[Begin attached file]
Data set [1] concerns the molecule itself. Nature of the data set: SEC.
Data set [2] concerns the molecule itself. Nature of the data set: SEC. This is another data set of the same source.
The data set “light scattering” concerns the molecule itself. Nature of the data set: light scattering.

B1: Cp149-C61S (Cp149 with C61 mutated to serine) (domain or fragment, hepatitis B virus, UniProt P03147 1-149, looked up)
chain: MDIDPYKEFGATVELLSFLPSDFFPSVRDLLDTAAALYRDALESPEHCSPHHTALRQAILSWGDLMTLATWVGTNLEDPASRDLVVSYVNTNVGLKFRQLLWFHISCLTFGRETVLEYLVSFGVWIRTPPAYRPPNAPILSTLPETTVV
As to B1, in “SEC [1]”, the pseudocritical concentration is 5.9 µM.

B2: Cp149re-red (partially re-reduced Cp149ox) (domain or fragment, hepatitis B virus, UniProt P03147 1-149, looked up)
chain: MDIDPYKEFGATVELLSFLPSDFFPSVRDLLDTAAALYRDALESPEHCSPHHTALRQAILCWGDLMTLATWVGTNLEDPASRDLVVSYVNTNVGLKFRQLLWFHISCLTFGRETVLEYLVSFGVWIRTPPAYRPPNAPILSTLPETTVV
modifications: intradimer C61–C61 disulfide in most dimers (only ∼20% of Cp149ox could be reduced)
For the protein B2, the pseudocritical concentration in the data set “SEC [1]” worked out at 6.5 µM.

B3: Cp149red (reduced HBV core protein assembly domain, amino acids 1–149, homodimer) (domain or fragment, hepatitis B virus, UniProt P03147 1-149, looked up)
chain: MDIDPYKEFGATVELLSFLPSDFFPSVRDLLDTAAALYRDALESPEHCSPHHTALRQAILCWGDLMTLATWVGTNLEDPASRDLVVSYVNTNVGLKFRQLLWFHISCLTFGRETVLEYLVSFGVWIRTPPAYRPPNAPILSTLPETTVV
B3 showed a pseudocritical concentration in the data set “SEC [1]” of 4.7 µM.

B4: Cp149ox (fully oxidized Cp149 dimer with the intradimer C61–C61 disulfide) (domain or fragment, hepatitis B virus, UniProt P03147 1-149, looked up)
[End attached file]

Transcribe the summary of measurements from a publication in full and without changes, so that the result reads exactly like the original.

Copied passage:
Data set [1] concerns the molecule itself. Nature of the data set: SEC.
Data set [2] concerns the molecule itself. Nature of the data set: SEC. This is another data set of the same source.
The data set “light scattering” concerns the molecule itself. Nature of the data set: light scattering.

B1: Cp149-C61S (Cp149 with C61 mutated to serine) (domain or fragment, hepatitis B virus, UniProt P03147 1-149, looked up)
chain: MDIDPYKEFGATVELLSFLPSDFFPSVRDLLDTAAALYRDALESPEHCSPHHTALRQAILSWGDLMTLATWVGTNLEDPASRDLVVSYVNTNVGLKFRQLLWFHISCLTFGRETVLEYLVSFGVWIRTPPAYRPPNAPILSTLPETTVV
As to B1, in “SEC [1]”, the pseudocritical concentration is 5.9 µM.

B2: Cp149re-red (partially re-reduced Cp149ox) (domain or fragment, hepatitis B virus, UniProt P03147 1-149, looked up)
chain: MDIDPYKEFGATVELLSFLPSDFFPSVRDLLDTAAALYRDALESPEHCSPHHTALRQAILCWGDLMTLATWVGTNLEDPASRDLVVSYVNTNVGLKFRQLLWFHISCLTFGRETVLEYLVSFGVWIRTPPAYRPPNAPILSTLPETTVV
modifications: intradimer C61–C61 disulfide in most dimers (only ∼20% of Cp149ox could be reduced)
For the protein B2, the pseudocritical concentration in the data set “SEC [1]” worked out at 6.5 µM.

B3: Cp149red (reduced HBV core protein assembly domain, amino acids 1–149, homodimer) (domain or fragment, hepatitis B virus, UniProt P03147 1-149, looked up)
chain: MDIDPYKEFGATVELLSFLPSDFFPSVRDLLDTAAALYRDALESPEHCSPHHTALRQAILCWGDLMTLATWVGTNLEDPASRDLVVSYVNTNVGLKFRQLLWFHISCLTFGRETVLEYLVSFGVWIRTPPAYRPPNAPILSTLPETTVV
B3 showed a pseudocritical concentration in the data set “SEC [1]” of 4.7 µM.

B4: Cp149ox (fully oxidized Cp149 dimer with the intradimer C61–C61 disulfide) (domain or fragment, hepatitis B virus, UniProt P03147 1-149, looked up)